Know vacancies

Farming in Detroit: Schools of chard knocks

Avram Rodgers, 6, says he and I are secret agents. He takes my hand and pulls me to the rabbit pens in the back of a fenced-in, grassy area at the Catherine Ferguson Academy farm in Detroit. A handful of ducks waddle in a little pool in the center of the enclosure. Goats chew grass in their separate pen 30 feet away, and a group of young women students build a small greenhouse 50 feet away. Avram points out an eviscerated rabbit in the thick grass and informs me that we must find its killer. The young bunny likely escaped …


Philly’s Greensgrow farm: An unconventional hybrid that works

Mary Seton Corboy sweating in her bee suit on the living roof of the Greensgrow farm’s storage trailer.(Photos ©Michael Hanson) It’s sunny and 94 degrees, and the pavement’s steaming after a thunderstorm rolled sideways through north Philly. Mary Seton Corboy wears a full-body, white bee suit. She stands atop a small trailer’s grassy roof on a vacant city lot. Smoke puffs from the antique-looking box in her hand, and the bees calm down. “We put these up here originally just for security,” she says. “Figured no one would bother the equipment with a bunch of bees around.”

Slip me a roofie

Brooklyn’s Eagle Street is poster child for urban farming

January 2011 update: Many of the photos have been removed from this series so they can be published in a Breaking Through Concrete book, forthcoming this year from UC Press. Karen Turner, 25, wants to farm 100 acres in Texas. Her family has lived on 10 acres in San Antonio since she was a child. She plans to start there with chickens, fruit trees, and vegetables, and eventually have a dairy farm. Karen Turner, a farm apprentice, wants to return to Texas to farm full-time.But today she’s in Brooklyn, NY, and she just carried a five-gallon bucket of used coffee …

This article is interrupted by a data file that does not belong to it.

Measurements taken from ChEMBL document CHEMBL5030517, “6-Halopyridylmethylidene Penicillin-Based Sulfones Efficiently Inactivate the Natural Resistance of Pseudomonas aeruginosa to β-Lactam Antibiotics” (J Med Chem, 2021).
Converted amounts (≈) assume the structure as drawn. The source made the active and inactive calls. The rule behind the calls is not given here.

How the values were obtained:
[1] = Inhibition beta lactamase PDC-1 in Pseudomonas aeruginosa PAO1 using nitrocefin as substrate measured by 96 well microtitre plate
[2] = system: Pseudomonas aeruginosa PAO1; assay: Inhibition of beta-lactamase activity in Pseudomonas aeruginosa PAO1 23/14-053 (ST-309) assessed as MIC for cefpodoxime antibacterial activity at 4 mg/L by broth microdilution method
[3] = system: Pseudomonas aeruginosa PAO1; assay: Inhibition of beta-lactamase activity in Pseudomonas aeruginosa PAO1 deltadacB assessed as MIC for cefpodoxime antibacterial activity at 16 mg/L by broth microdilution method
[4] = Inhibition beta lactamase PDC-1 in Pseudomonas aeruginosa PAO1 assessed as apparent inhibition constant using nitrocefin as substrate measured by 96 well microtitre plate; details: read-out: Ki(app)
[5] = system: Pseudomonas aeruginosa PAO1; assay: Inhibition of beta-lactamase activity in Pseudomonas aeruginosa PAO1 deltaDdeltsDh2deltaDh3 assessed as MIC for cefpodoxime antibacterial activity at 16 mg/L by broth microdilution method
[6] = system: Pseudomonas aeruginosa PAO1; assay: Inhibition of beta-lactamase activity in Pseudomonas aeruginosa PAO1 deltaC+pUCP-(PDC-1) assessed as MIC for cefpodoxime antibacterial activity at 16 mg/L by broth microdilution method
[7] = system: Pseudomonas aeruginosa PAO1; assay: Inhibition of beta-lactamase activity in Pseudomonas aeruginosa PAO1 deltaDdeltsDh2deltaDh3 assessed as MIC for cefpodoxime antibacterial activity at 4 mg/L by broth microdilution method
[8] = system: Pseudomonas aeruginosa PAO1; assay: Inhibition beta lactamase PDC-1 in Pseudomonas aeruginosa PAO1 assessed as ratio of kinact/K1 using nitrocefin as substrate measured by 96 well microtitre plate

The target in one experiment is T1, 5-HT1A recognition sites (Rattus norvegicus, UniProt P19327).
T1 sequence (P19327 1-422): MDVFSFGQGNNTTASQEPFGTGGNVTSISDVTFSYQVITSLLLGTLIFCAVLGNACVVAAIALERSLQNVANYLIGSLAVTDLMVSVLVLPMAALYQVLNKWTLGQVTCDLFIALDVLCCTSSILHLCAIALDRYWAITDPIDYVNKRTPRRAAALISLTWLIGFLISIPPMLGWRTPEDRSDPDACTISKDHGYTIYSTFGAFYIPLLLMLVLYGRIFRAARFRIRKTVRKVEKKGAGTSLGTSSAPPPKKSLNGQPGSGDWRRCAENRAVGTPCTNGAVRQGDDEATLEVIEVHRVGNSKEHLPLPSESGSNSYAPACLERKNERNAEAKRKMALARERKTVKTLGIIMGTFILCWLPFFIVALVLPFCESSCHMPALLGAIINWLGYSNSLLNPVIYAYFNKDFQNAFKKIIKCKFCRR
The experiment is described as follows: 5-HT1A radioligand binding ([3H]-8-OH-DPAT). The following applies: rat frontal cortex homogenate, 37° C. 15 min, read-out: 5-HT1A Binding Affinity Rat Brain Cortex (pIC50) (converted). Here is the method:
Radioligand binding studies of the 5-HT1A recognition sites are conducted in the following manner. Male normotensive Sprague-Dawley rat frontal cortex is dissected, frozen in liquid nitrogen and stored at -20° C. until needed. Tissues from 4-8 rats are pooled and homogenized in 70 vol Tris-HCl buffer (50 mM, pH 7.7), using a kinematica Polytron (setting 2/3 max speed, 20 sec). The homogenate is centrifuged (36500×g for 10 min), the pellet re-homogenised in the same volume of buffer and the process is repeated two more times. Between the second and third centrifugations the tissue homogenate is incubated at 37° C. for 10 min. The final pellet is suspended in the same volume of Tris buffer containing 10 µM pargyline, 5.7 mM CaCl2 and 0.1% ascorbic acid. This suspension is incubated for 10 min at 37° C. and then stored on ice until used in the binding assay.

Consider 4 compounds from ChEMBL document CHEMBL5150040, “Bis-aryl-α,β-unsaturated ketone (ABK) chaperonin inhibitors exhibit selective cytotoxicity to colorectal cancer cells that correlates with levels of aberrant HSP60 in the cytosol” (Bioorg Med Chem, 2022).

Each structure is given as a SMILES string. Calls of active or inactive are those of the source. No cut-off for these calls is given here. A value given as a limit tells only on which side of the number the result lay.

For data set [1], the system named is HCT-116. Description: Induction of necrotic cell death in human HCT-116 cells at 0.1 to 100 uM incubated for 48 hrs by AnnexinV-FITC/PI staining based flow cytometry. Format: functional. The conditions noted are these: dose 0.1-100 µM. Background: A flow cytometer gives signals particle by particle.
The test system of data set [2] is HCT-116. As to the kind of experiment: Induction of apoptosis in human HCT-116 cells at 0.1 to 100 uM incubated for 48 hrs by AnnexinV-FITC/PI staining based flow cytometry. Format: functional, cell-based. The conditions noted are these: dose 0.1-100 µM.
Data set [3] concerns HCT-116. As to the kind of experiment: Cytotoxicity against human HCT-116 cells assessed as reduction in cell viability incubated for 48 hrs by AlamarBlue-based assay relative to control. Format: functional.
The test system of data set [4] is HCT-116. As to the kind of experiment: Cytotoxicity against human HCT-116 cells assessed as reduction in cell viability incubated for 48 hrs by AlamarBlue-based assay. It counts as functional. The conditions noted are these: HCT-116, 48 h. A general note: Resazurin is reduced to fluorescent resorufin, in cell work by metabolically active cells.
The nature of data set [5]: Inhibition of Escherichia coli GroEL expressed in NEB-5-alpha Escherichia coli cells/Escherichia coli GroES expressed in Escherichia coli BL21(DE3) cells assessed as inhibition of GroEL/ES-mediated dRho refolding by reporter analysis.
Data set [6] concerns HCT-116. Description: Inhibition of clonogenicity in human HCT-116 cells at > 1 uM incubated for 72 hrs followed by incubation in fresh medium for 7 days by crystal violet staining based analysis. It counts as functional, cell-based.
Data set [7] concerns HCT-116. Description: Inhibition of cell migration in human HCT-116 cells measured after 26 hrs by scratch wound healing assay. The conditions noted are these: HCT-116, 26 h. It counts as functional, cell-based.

DC’s Common Good City Farm: ‘Museum farm’ or real deal?

Neighbors used to avoid this area in the LeDroit Park neighborhood of Washington, DC, the site of an abandoned school, before Common Good City Farm grew there.(Photos ©Michael Hanson) “You got any more arugula?” A middle-aged man has just walked up to the street side of the chain-link fence. He peers through the gaps in the rusted metal and looks into the Common Good City Farm, where Murray Schmechel, 76, and Troy Coleman, 47, are laying irrigation tubing down rows of winter squash and hot peppers. “I don’t have any right now, but come on in and work for a …

Black belt agriculture

Keeping up with Jones Valley Urban Farm

January 2011 update: Many of the photos have been removed from this series so they can be published in a Breaking Through Concrete book, forthcoming this year from UC Press. In fall 2001, Edwin Marty and Page Allison drove across the country, back home, to start a farm. That might be when the Breaking Through Concrete idea began. Edwin and Page had been living on the West Coast, farming in Baja, Mexico, and instructing youth at Washington’s Pacific Crest Outward Bound School. The young 30-somethings belonged on the West Coast, surfing and teaching among the burgeoning, youthful tribe of educated, …